Archive for Wednesday, November 15, 2000

Talking turkey

Side dishes bring comfort back to holiday meal

November 15, 2000


Every Thanksgiving, the turkey comes out of the freezer.

And every year, questions arise about how to spice up the traditional menu so hungry guests will gobble up the turkey and trimmings.

Food is the focal point of Thanksgiving Day. Most health professionals say to enjoy it, but in moderation.

Food is the focal point of Thanksgiving Day. Most health professionals say to enjoy it, but in moderation.

Here are a few dishes that will bring a little comfort back to the holiday while giving a new spin to old favorites.

Turkey with English Muffins and Rice Stuffing


10 English muffins, split and cut into 1/2-inch cubes

1 package (6 ounces) long grain and wild rice mix, original recipe

1/2 cup (1 stick) butter or margarine

1 1/2 cups chopped onion

1 1/2 cups chopped celery

1 tablespoon poultry seasoning

2 cups chicken broth

14- to 16-pound turkey, thawed if frozen

Vegetable oil

Heat oven to 350 F. To toast English muffins cubes, place in large shallow baking pan and bake 20 to 30 minutes or until light golden brown, stirring several times. Set aside. Cook rice mix according to package directions, omitting butter. Set aside.

Melt butter in large skillet over medium heat. Add onion and celery; cook and stir 10 minutes or until tender. Stir in poultry seasoning. In large bowl, combine toasted cubes, cooked rice and vegetable mixture. Add broth and toss together.

Heat oven to 325 F. Remove neck and giblets from turkey cavities. Drain turkey well and dry with paper towels. Stuff neck and body cavities lightly with stuffing. Turn wings back to hold neck skin in place. Place turkey, breast side up, on flat rack in roasting pan about 2 inches deep. Brush skin with oil. Insert oven-safe meat thermometer deep into thickest part of thigh next to body, not touching bone. Place turkey in oven and roast about 4 to 4 1/2 hours.

When turkey is two-thirds done, cover breast loosely with foil to prevent overcooking of breast. Check for doneness; thigh temperature should be 180 F and stuffing temperature 160 F. Let turkey stand 15 to 20 minutes before removing stuffing and carving.

Note: Place extra stuffing in casserole dish and refrigerate. Before serving, bake covered in a 325 F oven 50 to 60 minutes or until hot.

Loaded Mashed Potatoes


Makes 8 to 10 servings

4 pounds medium baking potatoes

1 cup milk

12 ounces (1 1/2 cups) French onion dip

1 1/2 teaspoons salt

1/4 teaspoon ground black pepper

1/2 cup (2 ounces) shredded Asiago or fresh Parmesan cheese

1/4 cup crumbled cooked bacon

Peel potatoes and cut into eighths. Place in large saucepan, cover with water and bring to a boil over high heat. Reduce heat to low; cover and simmer 15 minutes or until tender. Drain; return to saucepan. Using potato masher, mash potatoes with milk. Blend in dip, salt and pepper.

Place potato mixture in shallow 2-quart baking dish. Sprinkle with cheese and bacon. Heat in 350 F oven 20 minutes or until hot.

Updated Succotash


Makes 8 to 10 servings

1/2 cup (1 stick) butter, divided

3/4 cup chopped red bell pepper

1/3 cup sliced green onions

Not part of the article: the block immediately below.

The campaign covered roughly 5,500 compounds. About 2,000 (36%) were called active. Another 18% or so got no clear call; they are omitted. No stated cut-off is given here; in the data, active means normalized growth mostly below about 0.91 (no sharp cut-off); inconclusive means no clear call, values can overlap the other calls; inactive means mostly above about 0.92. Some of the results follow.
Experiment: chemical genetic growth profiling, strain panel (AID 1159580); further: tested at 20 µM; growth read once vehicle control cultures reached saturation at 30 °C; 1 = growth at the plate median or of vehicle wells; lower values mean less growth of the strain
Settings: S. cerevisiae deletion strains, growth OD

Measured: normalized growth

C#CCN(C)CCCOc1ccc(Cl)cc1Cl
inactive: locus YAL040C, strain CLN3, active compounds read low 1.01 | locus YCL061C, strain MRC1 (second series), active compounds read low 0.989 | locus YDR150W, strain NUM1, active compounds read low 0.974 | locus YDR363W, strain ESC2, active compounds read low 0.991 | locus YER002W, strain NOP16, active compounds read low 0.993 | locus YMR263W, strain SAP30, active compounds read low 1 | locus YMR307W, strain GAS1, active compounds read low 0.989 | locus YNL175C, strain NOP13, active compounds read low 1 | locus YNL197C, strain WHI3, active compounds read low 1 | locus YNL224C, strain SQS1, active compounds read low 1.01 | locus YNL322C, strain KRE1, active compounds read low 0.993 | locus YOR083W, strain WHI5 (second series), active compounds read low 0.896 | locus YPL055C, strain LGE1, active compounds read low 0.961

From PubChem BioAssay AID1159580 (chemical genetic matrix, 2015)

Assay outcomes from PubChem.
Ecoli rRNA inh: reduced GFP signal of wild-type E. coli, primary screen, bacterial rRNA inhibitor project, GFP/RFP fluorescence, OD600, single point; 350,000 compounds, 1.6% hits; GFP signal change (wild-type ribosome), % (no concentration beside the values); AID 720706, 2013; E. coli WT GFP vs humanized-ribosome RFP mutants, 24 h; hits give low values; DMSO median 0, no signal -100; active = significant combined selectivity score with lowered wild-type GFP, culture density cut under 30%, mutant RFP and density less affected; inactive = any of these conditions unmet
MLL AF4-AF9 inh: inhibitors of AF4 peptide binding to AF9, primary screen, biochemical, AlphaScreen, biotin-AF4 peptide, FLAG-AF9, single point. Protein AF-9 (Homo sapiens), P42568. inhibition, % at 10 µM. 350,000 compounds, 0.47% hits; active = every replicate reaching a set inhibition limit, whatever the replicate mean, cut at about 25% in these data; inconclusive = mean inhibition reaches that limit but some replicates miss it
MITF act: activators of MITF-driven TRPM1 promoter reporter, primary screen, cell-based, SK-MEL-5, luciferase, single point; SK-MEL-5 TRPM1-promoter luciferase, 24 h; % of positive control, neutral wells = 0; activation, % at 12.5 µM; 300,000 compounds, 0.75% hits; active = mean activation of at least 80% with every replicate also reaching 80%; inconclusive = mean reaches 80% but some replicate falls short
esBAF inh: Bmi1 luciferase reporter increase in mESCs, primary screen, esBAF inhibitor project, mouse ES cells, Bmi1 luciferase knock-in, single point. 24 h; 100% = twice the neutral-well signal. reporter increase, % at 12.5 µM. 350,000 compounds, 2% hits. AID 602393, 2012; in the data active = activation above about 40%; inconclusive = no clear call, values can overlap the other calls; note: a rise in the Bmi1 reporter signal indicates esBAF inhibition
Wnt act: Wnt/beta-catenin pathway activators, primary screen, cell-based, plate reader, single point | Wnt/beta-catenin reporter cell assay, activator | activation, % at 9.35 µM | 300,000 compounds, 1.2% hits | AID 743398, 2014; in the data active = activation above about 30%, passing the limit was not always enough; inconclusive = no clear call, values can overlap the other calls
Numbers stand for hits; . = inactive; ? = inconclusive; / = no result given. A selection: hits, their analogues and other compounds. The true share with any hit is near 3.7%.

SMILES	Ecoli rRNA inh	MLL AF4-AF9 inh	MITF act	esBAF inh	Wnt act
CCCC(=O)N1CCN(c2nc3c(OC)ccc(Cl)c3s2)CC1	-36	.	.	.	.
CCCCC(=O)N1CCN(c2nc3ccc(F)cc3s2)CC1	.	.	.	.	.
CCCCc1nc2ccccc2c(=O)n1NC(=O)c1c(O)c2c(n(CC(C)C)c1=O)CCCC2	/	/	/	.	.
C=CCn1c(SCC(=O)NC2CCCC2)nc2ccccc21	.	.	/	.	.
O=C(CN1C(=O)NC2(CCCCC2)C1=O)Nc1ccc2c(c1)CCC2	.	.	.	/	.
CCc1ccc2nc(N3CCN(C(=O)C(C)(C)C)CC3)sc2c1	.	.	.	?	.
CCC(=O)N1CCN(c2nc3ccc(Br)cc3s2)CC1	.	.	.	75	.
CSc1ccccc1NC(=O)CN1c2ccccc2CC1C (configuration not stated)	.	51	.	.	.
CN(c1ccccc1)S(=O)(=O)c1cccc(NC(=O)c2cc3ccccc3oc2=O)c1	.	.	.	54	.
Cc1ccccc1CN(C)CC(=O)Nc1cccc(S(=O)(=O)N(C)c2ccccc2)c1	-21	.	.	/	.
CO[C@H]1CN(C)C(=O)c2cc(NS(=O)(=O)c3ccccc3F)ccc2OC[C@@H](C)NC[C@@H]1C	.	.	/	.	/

1/4 teaspoon salt

1/8 teaspoon ground white pepper

2 cups baby carrots

3 cups frozen whole kernel corn

4 cups fresh broccoli florets

2 tablespoons honey mustard

2 teaspoons water

Melt 2 tablespoons of the butter in large skillet. Add red bell pepper and green onions; saute 2 to 3 minutes or until crisp-tender. Stir in salt and pepper; set aside.

Place carrots and 1 1/2 cups water in large saucepan or 4-quart Dutch oven. Bring to a boil. Reduce heat to low; cover and simmer 3 minutes. Add frozen corn and broccoli. Return to a boil. Cover and simmer 4 to 5 minutes or until vegetables are tender. Drain. Return cooked vegetables to saucepan.

Meanwhile, melt the remaining 6 tablespoons of butter in medium skillet over medium heat. Continue heating 2 to 3 minutes more, stirring frequently. Watch carefully. Remove from heat when lightly browned; set aside. Stir together honey mustard and water in a small dish.

Combine sauteed vegetables with carrots, corn and broccoli in saucepan. Drizzle mustard mixture over vegetables; then drizzle with browned butter. Toss gently. Place in serving dish.

Cran-Apple Spinach Salad


Makes 8 to 10 servings

1/2 cup cranberry juice concentrate, undiluted

1/3 cup olive oil

3 tablespoons raspberry blush balsamic vinegar (or raspberry vinegar)

1/8 teaspoon salt

4 cups unpeeled chopped tart red apples (such as Royal Gala, Braeburn)

1 cup dried cranberries

8 cups torn fresh spinach leaves

1 cup diagonally thin sliced celery

2 cups Spiced Pecans (recipe below)

Whisk together cranberry juice concentrate, olive oil, vinegar and salt in small bowl. Place apples and cranberries in 2-quart shallow glass dish. Pour cranberry mixture over apple mixture. Refrigerate, covered, at least 3 or up to 24 hours; stir occasionally.

When ready to serve, toss spinach and celery in large shallow bowl or serving platter. Top with cranberry-apple mixture. Sprinkle with pecans.

l Note: If cranberry-apple mixture has been refrigerated several hours, allow to stand at room temperature about 15 minutes for olive oil to liquefy; stir before using.

Spiced Pecans


Makes 2 cups

1/3 cup honey

1 tablespoon water

1/2 teaspoon ground cinnamon

1/4 teaspoon ground ginger

1/8 teaspoon salt

2 cups pecan halves

1 tablespoon sugar

Heat over to 325 F. Combine honey, water, cinnamon, ginger and salt in medium size bowl. Stir in pecans until coated with honey mixture.

Using slotted spoon, place pecans in single layer on parchment paper-lined baking sheet. Sprinkle with sugar. Bake 16 to 18 minutes, turning half-way through baking time. Cool slightly on baking sheet. Remove and cool completely. Store in tightly covered container at room temperature up to 3 days.

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